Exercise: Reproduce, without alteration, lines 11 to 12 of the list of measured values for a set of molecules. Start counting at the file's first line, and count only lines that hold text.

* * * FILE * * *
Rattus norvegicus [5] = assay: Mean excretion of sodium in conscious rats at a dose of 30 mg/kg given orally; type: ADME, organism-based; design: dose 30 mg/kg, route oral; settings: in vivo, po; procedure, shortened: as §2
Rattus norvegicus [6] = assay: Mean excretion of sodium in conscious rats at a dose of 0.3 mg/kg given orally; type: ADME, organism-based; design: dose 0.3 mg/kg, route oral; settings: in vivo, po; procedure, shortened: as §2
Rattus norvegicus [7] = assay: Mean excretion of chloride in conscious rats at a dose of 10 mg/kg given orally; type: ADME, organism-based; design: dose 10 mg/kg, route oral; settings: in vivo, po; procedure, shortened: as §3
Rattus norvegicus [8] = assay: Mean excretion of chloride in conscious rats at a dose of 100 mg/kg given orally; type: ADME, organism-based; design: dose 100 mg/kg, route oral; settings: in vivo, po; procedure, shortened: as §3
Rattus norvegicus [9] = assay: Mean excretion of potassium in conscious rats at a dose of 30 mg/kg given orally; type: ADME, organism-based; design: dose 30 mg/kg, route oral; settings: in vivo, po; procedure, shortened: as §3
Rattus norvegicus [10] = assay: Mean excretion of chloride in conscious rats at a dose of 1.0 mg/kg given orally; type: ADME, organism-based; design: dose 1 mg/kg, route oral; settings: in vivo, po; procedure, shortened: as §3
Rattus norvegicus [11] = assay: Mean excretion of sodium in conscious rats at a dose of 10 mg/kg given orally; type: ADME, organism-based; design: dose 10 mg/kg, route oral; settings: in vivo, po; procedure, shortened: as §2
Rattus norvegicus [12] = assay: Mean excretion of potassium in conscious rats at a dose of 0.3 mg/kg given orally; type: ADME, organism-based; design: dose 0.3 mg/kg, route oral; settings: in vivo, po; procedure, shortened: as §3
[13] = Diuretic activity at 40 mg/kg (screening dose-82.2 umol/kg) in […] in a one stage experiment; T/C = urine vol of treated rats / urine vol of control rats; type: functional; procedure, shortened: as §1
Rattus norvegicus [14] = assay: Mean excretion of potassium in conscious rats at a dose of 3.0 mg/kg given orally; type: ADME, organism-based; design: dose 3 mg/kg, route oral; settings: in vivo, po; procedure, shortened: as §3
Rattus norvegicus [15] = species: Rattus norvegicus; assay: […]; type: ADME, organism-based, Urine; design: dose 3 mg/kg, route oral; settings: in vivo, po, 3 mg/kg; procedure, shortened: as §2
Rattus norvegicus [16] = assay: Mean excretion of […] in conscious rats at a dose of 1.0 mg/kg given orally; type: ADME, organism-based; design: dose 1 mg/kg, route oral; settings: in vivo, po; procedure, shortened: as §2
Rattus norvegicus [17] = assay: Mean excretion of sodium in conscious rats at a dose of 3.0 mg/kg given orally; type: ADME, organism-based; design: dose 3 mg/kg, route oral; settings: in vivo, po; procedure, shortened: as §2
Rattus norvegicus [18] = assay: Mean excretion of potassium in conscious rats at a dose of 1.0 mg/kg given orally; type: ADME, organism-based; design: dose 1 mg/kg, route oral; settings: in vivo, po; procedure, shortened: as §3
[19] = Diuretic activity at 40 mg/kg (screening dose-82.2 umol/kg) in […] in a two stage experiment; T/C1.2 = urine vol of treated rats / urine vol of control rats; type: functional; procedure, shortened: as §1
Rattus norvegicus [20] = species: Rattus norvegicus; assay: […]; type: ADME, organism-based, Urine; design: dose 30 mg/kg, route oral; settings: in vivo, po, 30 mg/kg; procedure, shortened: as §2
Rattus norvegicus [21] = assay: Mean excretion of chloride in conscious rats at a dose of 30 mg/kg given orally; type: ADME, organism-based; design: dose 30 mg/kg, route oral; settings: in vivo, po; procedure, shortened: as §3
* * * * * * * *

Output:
Rattus norvegicus [15] = species: Rattus norvegicus; assay: […]; type: ADME, organism-based, Urine; design: dose 3 mg/kg, route oral; settings: in vivo, po, 3 mg/kg; procedure, shortened: as §2
Rattus norvegicus [16] = assay: Mean excretion of […] in conscious rats at a dose of 1.0 mg/kg given orally; type: ADME, organism-based; design: dose 1 mg/kg, route oral; settings: in vivo, po; procedure, shortened: as §2